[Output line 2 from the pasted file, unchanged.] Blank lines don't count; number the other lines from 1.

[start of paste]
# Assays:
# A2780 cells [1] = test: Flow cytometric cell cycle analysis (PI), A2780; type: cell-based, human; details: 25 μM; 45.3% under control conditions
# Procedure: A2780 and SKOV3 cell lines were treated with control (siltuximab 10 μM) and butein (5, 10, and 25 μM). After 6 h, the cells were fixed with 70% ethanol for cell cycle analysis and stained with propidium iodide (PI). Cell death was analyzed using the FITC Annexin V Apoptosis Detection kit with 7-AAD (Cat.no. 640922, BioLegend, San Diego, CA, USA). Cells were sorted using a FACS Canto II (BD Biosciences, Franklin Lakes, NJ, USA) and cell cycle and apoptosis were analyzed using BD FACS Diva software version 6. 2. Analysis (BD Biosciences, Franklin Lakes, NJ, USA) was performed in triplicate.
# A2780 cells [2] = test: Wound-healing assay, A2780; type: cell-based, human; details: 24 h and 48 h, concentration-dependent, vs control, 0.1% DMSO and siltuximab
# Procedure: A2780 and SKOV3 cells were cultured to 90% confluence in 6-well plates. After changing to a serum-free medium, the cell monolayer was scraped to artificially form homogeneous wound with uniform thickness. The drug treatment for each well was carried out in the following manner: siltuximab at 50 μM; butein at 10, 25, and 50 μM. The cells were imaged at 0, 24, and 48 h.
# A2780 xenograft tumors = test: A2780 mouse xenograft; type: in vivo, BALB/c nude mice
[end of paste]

# A2780 cells [1] = test: Flow cytometric cell cycle analysis (PI), A2780; type: cell-based, human; details: 25 μM; 45.3% under control conditions